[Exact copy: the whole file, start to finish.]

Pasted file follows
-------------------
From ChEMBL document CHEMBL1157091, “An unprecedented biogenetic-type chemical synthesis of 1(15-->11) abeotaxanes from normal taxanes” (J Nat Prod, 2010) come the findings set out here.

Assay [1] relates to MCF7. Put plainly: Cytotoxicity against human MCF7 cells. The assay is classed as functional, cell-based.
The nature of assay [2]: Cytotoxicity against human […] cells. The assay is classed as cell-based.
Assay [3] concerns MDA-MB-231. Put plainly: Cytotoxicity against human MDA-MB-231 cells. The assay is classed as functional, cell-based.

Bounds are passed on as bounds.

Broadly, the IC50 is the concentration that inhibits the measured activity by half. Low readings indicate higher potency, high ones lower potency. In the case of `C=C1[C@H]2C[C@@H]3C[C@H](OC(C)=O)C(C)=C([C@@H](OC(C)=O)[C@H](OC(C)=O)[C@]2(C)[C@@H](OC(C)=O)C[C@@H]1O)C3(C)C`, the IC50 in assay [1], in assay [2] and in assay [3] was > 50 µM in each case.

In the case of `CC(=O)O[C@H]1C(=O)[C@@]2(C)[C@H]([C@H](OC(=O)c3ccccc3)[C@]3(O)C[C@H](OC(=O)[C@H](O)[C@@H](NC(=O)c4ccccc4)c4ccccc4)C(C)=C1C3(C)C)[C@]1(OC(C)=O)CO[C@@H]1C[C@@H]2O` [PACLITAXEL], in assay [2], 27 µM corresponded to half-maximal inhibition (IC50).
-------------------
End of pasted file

From ChEMBL document CHEMBL1157091, “An unprecedented biogenetic-type chemical synthesis of 1(15-->11) abeotaxanes from normal taxanes” (J Nat Prod, 2010) come the findings set out here.

Assay [1] relates to MCF7. Put plainly: Cytotoxicity against human MCF7 cells. The assay is classed as functional, cell-based.
The nature of assay [2]: Cytotoxicity against human […] cells. The assay is classed as cell-based.
Assay [3] concerns MDA-MB-231. Put plainly: Cytotoxicity against human MDA-MB-231 cells. The assay is classed as functional, cell-based.

Bounds are passed on as bounds.

Broadly, the IC50 is the concentration that inhibits the measured activity by half. Low readings indicate higher potency, high ones lower potency. In the case of `C=C1[C@H]2C[C@@H]3C[C@H](OC(C)=O)C(C)=C([C@@H](OC(C)=O)[C@H](OC(C)=O)[C@]2(C)[C@@H](OC(C)=O)C[C@@H]1O)C3(C)C`, the IC50 in assay [1], in assay [2] and in assay [3] was > 50 µM in each case.

In the case of `CC(=O)O[C@H]1C(=O)[C@@]2(C)[C@H]([C@H](OC(=O)c3ccccc3)[C@]3(O)C[C@H](OC(=O)[C@H](O)[C@@H](NC(=O)c4ccccc4)c4ccccc4)C(C)=C1C3(C)C)[C@]1(OC(C)=O)CO[C@@H]1C[C@@H]2O` [PACLITAXEL], in assay [2], 27 µM corresponded to half-maximal inhibition (IC50).